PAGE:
“We seem to be having more individuals coming in for those flights, so the pendulum may be swinging more in favor for us on the leisure side,” she said. “We know business is a big part of our value that we bring here, connecting folks to business opportunities, and that’s not going to change. We just might be growing faster on the leisure side than we are on the business side.”

Joe Murphy, executive director of the Iowa Business Council, which is made up of top leaders and decision-makers of the state’s largest 22 companies, said an informal survey of some of the group’s members shows it’s a mixed bag when it comes to business travel. Some are doing little to no travel and still meeting virtually, while others have returned to business as usual with no restrictions.

“We have yet to see a collective return to business travel across all sectors,” Murphy said. “Some companies are still avoiding it and relying upon virtual meeting platforms, while others are starting to return to pre-pandemic levels. Our members are reporting that domestic travel has rebounded faster than international trips.”

Brian Crowe, vice president of economic development for the Greater Des Moines Partnership, said the Partnership resumed business travel last spring, but halted travel again in late summer and early fall with the surge in the delta variant of the coronavirus. Travel resumed again in October, he said.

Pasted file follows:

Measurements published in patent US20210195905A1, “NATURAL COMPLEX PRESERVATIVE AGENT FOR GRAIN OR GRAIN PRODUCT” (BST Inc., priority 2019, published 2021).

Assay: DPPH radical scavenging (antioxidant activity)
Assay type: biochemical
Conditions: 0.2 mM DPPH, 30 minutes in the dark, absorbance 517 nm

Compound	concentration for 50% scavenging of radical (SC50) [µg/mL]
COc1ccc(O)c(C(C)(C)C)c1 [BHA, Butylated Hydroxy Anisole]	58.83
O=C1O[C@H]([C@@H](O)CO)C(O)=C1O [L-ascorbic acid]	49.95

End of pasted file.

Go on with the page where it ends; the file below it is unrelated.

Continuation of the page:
For the Partnership, the decision to resume travel was determined in great part by how comfortable staff members were in hitting the road, Crowe said.

“We certainly wanted to make sure our employees were comfortable with it, and the feedback I got from some of the folks on our team was that they were interested and ready to get back out there,” he said. “Some of them were actually a little more proactive. If everyone feels safe and if people we are interested in meeting feel safe and we’re all on the same page, there was no reason we shouldn’t be making face-to-face meetings.”

Crowe acknowledged that the travel decision is local and depends on what’s happening in specific areas of the country.

“Every conference has different protocols, every place we go to has different protocols. It’s just  making sure everyone is comfortable with the environment, but also knowing we feel safe in what we’re doing,” Crowe said.

He said early meetings after travel resumed may have been at coffee houses or over lunch, but as offices began to reopen he and his team began going back into offices to meet with people.

He said that anecdotally he’s seeing a lot of business travel right now.

“It seems to me that it has come back in a more significant way this year,” Crowe said. “I would say it trended up and then maybe quieted down for a while, but now when we go back out, we see a lot of business travelers on planes.”

Crowe said resuming business travel and holding meetings in person gives the Partnership’s economic development team a competitive edge.

“We do think there is value in being out and meeting with our customers face to face in one-on-one meetings,” he said. “There was a strategic advantage to being out and meeting with customers in their marketplaces and having conversations with them in their offices. We’re finding an advantage by being out in front and meeting when others might be just Zooming away.”

Kovarna said that industry reports suggest business travel may not fully recover until 2024, but that Des Moines International Airport tends to be slightly ahead of industry trends.

“Right now we can’t accurately say where we are with business recovery locally … but we think certainly by 2023, 2024 we’ll be fully back,” she said. “We think 2022 is going to be a heavy indicator.”